Australian Museum Project Discover
Location: New South Wales
Designer: COX Architecture
Photography: Brett Boardman
Revitalising History: COX Architecture and Neeson Murcutt Transform the Australian Museum in Sydney
The Australian Museum in Sydney has undergone a transformation, courtesy of a close collaboration between COX Architecture and Neeson Murcutt + Neille. Dubbed Project Discover, the fourth intervention at the museum is the largest of its kind and is aimed at improving the visitor experience and attracting more visitors. The museum, which was founded in 1827, is Australia’s first museum and forms part of the eastern threshold to the CBD.
The design of the new museum has opened up the space, making it more accessible and enabling universal public access throughout the building. A new 1500m2 gallery for ‘blockbuster’ exhibitions has been added, along with improved patron facilities and spaces for members and education. The design also revealed and celebrated the museum’s rich historic layering and heritage, by foregrounding authentic heritage and improving way-finding.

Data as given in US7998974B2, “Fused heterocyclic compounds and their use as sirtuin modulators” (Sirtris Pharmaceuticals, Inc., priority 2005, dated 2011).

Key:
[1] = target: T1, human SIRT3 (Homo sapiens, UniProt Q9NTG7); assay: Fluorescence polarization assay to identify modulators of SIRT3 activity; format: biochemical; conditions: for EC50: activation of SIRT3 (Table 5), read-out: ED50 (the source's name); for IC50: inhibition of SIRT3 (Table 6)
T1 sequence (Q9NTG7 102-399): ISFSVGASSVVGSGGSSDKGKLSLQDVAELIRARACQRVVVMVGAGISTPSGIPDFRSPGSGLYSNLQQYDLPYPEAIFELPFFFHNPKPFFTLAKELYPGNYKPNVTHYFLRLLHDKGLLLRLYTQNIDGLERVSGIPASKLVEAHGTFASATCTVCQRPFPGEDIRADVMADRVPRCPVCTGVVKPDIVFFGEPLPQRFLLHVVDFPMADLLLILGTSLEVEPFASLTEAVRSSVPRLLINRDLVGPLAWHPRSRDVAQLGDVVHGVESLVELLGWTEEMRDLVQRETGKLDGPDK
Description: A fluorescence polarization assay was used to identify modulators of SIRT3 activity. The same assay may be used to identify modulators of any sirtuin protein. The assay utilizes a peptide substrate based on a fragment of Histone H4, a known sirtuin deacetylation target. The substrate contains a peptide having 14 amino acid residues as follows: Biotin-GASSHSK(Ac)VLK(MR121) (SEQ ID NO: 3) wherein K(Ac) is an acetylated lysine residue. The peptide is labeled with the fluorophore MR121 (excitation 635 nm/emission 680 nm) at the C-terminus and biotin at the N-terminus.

A new civic space was uncovered at the centre of the museum, through the removal of the Still Addition mezzanine and rationalisation of floor levels. This ‘Grand Hall’ eliminated ramps and established a primary public datum with a new floor set 1m above the existing level, matching the adjacent Barnet and Vernon galleries. The new touring gallery is located under the Grand Hall and is accessed via escalators.
The design of the museum has combined a sympathetic understanding of the cultural heritage of the original buildings and additions, resulting in a new way to experience the nation’s first museum. The Crystal Hall has been expanded, while the Parkes Farmer stair has been relocated to the north, providing views of St Mary’s Cathedral. The new stair, dubbed the ‘Escher’ geometry, resolves the varying floor and landing levels and adds new ‘delight’ in vertical movement through the museum.
Cloaking and public amenities have been added to the original basement, and sandstone walls have been revealed. New member and education spaces are also located in the Parkes Farmer wing. This complex adaptive reuse project required the creative cooperation of the entire team throughout all phases, and the record attendance figures achieved in the first two months of reopening speak for themselves.
The new Australian Museum is a showcase of innovative design, which celebrates and showcases the museum’s rich heritage, while providing a new and exciting visitor experience. It is a new civic space for Sydney where visitors can enjoy the architecture and exhibitions, and it is sure to be a hit with locals and tourists alike. The Softscape Pebble stools, with their mobility, reconfigurability and versatility, were the perfect choice for the interior of the Australian Museum, embodying the dynamic spirit of today’s public spaces that demand a new level of flexibility.
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